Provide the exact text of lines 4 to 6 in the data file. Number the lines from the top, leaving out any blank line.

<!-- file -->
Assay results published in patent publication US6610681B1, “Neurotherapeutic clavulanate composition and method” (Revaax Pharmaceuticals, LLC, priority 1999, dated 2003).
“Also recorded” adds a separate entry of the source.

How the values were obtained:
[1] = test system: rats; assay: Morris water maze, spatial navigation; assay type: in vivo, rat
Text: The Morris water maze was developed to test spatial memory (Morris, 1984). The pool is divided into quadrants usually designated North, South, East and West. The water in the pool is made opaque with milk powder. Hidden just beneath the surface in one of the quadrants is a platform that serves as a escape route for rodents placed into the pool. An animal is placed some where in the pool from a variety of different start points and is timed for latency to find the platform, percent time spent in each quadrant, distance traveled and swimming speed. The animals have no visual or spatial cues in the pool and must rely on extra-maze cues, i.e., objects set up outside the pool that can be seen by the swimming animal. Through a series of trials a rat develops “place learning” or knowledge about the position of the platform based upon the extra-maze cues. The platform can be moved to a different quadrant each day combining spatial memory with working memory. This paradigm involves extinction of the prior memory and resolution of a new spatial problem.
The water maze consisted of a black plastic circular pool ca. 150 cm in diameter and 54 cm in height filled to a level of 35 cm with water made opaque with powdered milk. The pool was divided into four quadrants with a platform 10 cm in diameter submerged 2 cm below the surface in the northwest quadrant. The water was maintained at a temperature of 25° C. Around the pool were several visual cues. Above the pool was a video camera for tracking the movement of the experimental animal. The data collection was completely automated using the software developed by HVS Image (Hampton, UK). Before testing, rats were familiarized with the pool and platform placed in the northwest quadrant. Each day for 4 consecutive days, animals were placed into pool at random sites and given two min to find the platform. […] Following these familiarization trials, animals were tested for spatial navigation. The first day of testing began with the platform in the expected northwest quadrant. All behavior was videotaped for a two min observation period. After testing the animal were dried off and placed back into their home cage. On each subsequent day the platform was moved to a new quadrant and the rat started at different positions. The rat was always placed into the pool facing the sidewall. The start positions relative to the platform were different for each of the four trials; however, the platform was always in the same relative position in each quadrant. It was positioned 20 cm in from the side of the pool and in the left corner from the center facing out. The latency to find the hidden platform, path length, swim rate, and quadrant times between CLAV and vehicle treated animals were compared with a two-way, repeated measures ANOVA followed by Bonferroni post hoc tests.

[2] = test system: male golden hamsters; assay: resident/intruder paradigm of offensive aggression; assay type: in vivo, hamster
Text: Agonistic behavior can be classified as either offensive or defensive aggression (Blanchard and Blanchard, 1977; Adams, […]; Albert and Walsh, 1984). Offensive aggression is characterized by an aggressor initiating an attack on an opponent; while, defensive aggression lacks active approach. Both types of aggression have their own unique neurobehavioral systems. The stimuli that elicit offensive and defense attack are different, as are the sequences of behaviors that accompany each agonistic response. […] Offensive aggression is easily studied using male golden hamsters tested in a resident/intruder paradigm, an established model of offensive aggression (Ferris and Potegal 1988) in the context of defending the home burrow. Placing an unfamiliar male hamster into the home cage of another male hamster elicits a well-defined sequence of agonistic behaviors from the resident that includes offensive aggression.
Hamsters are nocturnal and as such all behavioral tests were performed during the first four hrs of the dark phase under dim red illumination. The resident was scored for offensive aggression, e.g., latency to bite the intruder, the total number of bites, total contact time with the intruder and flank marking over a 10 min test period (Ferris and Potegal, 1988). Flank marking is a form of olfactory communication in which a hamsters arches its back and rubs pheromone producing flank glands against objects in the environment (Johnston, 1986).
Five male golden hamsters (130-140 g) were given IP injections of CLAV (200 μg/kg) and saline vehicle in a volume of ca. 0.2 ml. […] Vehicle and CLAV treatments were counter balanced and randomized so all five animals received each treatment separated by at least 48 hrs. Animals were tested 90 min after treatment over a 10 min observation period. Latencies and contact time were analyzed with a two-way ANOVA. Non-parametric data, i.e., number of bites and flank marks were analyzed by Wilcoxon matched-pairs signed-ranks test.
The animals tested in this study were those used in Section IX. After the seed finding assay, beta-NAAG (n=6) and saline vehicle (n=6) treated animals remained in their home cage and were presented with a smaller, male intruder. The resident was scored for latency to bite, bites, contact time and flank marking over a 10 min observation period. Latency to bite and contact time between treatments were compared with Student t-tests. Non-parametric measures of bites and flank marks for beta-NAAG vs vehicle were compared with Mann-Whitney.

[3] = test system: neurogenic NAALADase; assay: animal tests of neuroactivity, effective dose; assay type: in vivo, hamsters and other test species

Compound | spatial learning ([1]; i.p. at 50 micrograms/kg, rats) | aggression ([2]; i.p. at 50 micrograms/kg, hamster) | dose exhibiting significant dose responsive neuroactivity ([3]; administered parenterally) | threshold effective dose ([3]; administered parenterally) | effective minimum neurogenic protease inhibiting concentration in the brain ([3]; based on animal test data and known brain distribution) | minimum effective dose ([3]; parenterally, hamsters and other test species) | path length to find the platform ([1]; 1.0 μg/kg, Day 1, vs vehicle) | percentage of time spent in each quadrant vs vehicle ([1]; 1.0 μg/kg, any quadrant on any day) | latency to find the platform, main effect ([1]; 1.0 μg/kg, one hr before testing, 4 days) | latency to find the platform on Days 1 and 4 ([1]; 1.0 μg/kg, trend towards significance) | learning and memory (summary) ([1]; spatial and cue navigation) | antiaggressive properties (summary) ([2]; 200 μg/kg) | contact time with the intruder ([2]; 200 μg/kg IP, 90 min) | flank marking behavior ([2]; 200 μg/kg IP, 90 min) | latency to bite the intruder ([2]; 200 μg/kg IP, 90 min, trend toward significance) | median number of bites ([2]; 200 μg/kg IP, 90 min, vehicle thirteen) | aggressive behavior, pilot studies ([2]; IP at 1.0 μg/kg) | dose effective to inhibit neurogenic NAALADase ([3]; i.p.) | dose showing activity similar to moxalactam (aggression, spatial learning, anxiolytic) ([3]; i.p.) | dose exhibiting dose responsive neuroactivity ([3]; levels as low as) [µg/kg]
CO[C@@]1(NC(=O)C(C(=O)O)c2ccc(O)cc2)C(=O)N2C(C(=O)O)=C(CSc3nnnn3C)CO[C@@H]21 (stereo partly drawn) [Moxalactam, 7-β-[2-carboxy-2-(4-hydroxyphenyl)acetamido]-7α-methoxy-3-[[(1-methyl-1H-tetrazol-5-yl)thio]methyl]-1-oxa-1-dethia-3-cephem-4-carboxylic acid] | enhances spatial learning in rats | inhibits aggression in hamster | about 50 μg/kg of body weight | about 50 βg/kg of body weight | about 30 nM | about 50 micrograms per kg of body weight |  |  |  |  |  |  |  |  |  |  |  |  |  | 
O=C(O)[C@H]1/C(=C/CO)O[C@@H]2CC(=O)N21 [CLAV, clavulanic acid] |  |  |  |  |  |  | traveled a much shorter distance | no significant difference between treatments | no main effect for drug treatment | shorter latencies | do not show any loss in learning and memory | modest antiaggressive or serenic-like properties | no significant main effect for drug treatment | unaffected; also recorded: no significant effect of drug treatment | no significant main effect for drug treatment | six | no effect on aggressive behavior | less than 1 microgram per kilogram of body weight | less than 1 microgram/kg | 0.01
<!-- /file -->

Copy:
[1] = test system: rats; assay: Morris water maze, spatial navigation; assay type: in vivo, rat
Text: The Morris water maze was developed to test spatial memory (Morris, 1984). The pool is divided into quadrants usually designated North, South, East and West. The water in the pool is made opaque with milk powder. Hidden just beneath the surface in one of the quadrants is a platform that serves as a escape route for rodents placed into the pool. An animal is placed some where in the pool from a variety of different start points and is timed for latency to find the platform, percent time spent in each quadrant, distance traveled and swimming speed. The animals have no visual or spatial cues in the pool and must rely on extra-maze cues, i.e., objects set up outside the pool that can be seen by the swimming animal. Through a series of trials a rat develops “place learning” or knowledge about the position of the platform based upon the extra-maze cues. The platform can be moved to a different quadrant each day combining spatial memory with working memory. This paradigm involves extinction of the prior memory and resolution of a new spatial problem.
The water maze consisted of a black plastic circular pool ca. 150 cm in diameter and 54 cm in height filled to a level of 35 cm with water made opaque with powdered milk. The pool was divided into four quadrants with a platform 10 cm in diameter submerged 2 cm below the surface in the northwest quadrant. The water was maintained at a temperature of 25° C. Around the pool were several visual cues. Above the pool was a video camera for tracking the movement of the experimental animal. The data collection was completely automated using the software developed by HVS Image (Hampton, UK). Before testing, rats were familiarized with the pool and platform placed in the northwest quadrant. Each day for 4 consecutive days, animals were placed into pool at random sites and given two min to find the platform. […] Following these familiarization trials, animals were tested for spatial navigation. The first day of testing began with the platform in the expected northwest quadrant. All behavior was videotaped for a two min observation period. After testing the animal were dried off and placed back into their home cage. On each subsequent day the platform was moved to a new quadrant and the rat started at different positions. The rat was always placed into the pool facing the sidewall. The start positions relative to the platform were different for each of the four trials; however, the platform was always in the same relative position in each quadrant. It was positioned 20 cm in from the side of the pool and in the left corner from the center facing out. The latency to find the hidden platform, path length, swim rate, and quadrant times between CLAV and vehicle treated animals were compared with a two-way, repeated measures ANOVA followed by Bonferroni post hoc tests.